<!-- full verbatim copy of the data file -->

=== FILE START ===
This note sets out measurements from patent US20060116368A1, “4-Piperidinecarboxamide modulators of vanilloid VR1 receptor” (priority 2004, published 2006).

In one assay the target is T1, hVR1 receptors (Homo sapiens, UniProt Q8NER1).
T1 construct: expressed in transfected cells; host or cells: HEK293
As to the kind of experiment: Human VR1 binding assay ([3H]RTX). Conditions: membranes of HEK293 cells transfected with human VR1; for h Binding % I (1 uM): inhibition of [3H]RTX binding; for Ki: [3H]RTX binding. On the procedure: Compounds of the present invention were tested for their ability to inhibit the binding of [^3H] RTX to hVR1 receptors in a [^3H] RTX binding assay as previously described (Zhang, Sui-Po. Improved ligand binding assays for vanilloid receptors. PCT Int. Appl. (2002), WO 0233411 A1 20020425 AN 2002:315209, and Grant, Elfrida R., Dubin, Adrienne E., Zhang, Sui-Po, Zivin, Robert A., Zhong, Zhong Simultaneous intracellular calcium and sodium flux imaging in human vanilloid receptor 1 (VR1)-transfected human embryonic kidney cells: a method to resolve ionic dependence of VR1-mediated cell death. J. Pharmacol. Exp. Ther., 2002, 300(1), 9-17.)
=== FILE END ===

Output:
This note sets out measurements from patent US20060116368A1, “4-Piperidinecarboxamide modulators of vanilloid VR1 receptor” (priority 2004, published 2006).

In one assay the target is T1, hVR1 receptors (Homo sapiens, UniProt Q8NER1).
T1 construct: expressed in transfected cells; host or cells: HEK293
As to the kind of experiment: Human VR1 binding assay ([3H]RTX). Conditions: membranes of HEK293 cells transfected with human VR1; for h Binding % I (1 uM): inhibition of [3H]RTX binding; for Ki: [3H]RTX binding. On the procedure: Compounds of the present invention were tested for their ability to inhibit the binding of [^3H] RTX to hVR1 receptors in a [^3H] RTX binding assay as previously described (Zhang, Sui-Po. Improved ligand binding assays for vanilloid receptors. PCT Int. Appl. (2002), WO 0233411 A1 20020425 AN 2002:315209, and Grant, Elfrida R., Dubin, Adrienne E., Zhang, Sui-Po, Zivin, Robert A., Zhong, Zhong Simultaneous intracellular calcium and sodium flux imaging in human vanilloid receptor 1 (VR1)-transfected human embryonic kidney cells: a method to resolve ionic dependence of VR1-mediated cell death. J. Pharmacol. Exp. Ther., 2002, 300(1), 9-17.)